The following code gives extra space both on the left under the graphic and on the right under the text. Is there a way to make the split rectangles tight against the larger text or graphic?

% !TEX encoding = UTF-8 Unicode
% !TEX TS-program = XeLaTeX

\documentclass{article}

\usepackage{graphicx}
\usepackage{tikz}
\usepackage{multicol}

\usetikzlibrary{shapes.multipart,positioning}

\newsavebox{\testbox}

\begin{document}

\begin{lrbox}{\testbox}
    \begin{minipage}{3in}
        \begin{multicols}{2}
            This is a lot of bla bla bla to see what is happening. And this is more text. and a lot more. And this is more text. and a lot more. And this is more text. and a lot more. 
        \end{multicols}
    And this is more text. and a lot more. And this is more text. and a lot more. And this is more text. and a lot more
    \end{minipage}
\end{lrbox}

\tikz{%
    \node[%
        rectangle split,
        rectangle split parts=2,
        rectangle split horizontal,
        rectangle split part align={top},
        draw,
        line width=3pt
    ](test){%
        \includegraphics[width=2in]{example-image-a}
        \nodepart{two} \usebox{\testbox}.
    };
    \node[above=12pt of test.south,fill=white]{%
        \bfseries\LARGE\color{red} $\Longleftarrow$ EXTRA SPACE? $\Longrightarrow$};
}%

\end{document}

Example of extra space.

up vote 3 down vote accepted

This has to do with the way you include the graphics. Here is one out of many ways to fix it: put it in $\vcenter{\hbox{...}}$, which is a standard trick to vertically center objects (in equations). My choice is not special, nor sophisticated, but seems to work. As for the question: why is this necessary here? I do not have a compelling answer except maybe that I am not surprised to have to care about the vertical alignment.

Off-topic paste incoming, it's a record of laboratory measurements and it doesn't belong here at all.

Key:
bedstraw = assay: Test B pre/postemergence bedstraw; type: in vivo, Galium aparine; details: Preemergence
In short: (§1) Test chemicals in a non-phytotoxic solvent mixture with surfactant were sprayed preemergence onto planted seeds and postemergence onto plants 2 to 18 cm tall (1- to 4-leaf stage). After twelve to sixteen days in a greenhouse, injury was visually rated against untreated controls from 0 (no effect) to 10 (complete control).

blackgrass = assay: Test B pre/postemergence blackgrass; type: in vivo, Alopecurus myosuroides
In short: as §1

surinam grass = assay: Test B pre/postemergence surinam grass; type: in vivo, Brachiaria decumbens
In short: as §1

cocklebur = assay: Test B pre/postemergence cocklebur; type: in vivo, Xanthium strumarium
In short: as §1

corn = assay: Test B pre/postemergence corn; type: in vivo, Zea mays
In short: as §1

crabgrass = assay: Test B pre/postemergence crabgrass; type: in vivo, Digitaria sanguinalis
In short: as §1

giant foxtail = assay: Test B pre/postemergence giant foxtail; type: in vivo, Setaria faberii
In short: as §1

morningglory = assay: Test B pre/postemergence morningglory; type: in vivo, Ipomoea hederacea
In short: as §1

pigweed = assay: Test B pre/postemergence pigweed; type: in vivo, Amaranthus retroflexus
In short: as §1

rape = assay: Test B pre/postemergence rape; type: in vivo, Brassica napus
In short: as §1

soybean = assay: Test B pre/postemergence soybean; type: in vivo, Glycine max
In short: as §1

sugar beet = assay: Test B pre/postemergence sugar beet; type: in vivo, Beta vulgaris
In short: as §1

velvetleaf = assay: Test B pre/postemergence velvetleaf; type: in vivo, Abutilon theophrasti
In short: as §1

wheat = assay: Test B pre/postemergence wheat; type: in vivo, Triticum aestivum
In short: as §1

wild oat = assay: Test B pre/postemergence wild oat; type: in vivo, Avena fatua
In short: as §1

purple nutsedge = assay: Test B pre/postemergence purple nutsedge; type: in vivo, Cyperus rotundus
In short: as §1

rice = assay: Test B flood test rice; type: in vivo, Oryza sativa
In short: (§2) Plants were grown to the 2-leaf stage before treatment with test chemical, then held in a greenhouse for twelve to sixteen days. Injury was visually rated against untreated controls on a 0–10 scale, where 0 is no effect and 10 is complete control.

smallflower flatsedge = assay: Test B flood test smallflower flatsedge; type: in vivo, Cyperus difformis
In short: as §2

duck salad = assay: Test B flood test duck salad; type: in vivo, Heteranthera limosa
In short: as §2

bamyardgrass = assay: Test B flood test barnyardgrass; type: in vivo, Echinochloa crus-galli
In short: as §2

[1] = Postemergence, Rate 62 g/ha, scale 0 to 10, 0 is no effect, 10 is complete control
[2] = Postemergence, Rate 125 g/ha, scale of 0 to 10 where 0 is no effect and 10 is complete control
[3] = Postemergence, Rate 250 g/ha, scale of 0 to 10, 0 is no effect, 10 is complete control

\documentclass{article}

\usepackage{graphicx}
\usepackage{tikz}
\usepackage{multicol}

\usetikzlibrary{shapes.multipart,positioning}

\newsavebox{\testbox}

\begin{document}

\begin{lrbox}{\testbox}
    \begin{minipage}{3in}
        \begin{multicols}{2}
            This is a lot of bla bla bla to see what is happening. And this is more text. and a lot more. And this is more text. and a lot more. And this is more text. and a lot more. 
        \end{multicols}
    And this is more text. and a lot more. And this is more text. and a lot more. And this is more text. and a lot more
    \end{minipage}
\end{lrbox}

\tikz{%
    \node[%
        rectangle split,
        rectangle split parts=2,
        rectangle split horizontal,
        rectangle split part align={top},
        draw,
        line width=3pt
    ](test){%
        $\vcenter{\hbox{\includegraphics[width=2in]{example-image-a}}}$
        \nodepart{two} \usebox{\testbox}.